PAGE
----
First-ever Mustang hardtop on the block

By: Guy Allen, Unique Cars magazine

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Mustang production number two and the first notchback off the line.

First-ever Mustang hardtop on the block
Though in basic trim, this first Mustang hardtop will go for big money.

Sell your car right here for free.

The second-ever production Mustang, and one of a handful of cars used to train auto workers how to assemble them, is going up for auction in May, via Mecums.

No estimate has been put up, yet, but you can expect it to be substantial. Even though the car is running very basic spec - a 170ci (2.8lt) six with three-speed manual transmission - it has huge historic importance and would be seen as a prime collectible.

The car is fully restored and has a well-established history.

According to Mecum:

In the rarified air of top collector cars, no description raises eyebrows quicker than "first." For Mustang, a car line that has been produced for 53 consecutive model years with more than 9 million sold, there is only one "first" hardtop. Amazingly, through fate, or perhaps sheer luck, 5F07U100002 survives today.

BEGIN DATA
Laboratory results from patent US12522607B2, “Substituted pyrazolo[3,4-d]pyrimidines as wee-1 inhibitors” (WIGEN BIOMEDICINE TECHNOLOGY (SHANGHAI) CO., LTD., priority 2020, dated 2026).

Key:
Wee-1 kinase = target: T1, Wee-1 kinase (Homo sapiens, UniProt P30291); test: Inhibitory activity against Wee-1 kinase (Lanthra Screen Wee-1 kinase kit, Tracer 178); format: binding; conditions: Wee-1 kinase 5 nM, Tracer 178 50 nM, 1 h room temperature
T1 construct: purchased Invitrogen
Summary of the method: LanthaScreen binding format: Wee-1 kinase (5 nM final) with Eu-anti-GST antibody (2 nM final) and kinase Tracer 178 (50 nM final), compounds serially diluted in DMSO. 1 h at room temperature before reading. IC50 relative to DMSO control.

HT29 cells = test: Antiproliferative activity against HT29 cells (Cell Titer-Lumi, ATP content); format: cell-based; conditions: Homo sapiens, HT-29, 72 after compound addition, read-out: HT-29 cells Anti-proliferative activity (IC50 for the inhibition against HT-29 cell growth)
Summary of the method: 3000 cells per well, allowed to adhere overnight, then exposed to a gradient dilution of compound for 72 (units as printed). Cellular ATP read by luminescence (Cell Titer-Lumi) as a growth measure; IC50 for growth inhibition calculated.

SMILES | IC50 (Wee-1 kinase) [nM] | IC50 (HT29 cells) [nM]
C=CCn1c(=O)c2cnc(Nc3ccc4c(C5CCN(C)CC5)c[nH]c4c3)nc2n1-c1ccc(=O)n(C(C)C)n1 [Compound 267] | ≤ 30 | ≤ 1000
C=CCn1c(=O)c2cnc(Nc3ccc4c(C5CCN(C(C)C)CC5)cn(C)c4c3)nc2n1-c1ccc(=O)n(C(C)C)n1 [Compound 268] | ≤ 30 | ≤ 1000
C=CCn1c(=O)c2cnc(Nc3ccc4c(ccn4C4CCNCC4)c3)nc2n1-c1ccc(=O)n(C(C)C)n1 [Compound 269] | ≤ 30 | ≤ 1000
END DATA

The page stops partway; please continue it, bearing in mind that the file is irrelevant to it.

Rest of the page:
On Monday, February 10, 1964—the day after watching the Beatles’ debut on "The Ed Sullivan Show"—Ford workers returned to the Dearborn Assembly Plant to find a new vehicle interspersed among the 1964 Fairlanes. It was the 1965 Mustang, a sporty compact championed by Ford General Manager Lee Iacocca. As part of the pre-production preparation, the plant needed to train workers as well as build Mustangs for important PR duties, including a dozen convertibles for the Magic Skyway at the soon-to-open New York World’s Fair. However, the first two orders, convertible 5F08F100001 and hardtop 5F07U100002, were destined for the long trip to east- and west-coast Canadian Ford dealers so they would have a new Mustang in their showrooms for introduction day, April 17.

For two decades, Bob Fria has been unraveling the tale of 5F07U100002, a Caspian Blue 1965 Mustang hardtop. The early VIN piqued Fria’s interest. During the restoration disassembly, Fria discovered production oddities, including prototype sheetmetal stampings and welds unlike those found on later Mustangs. More here

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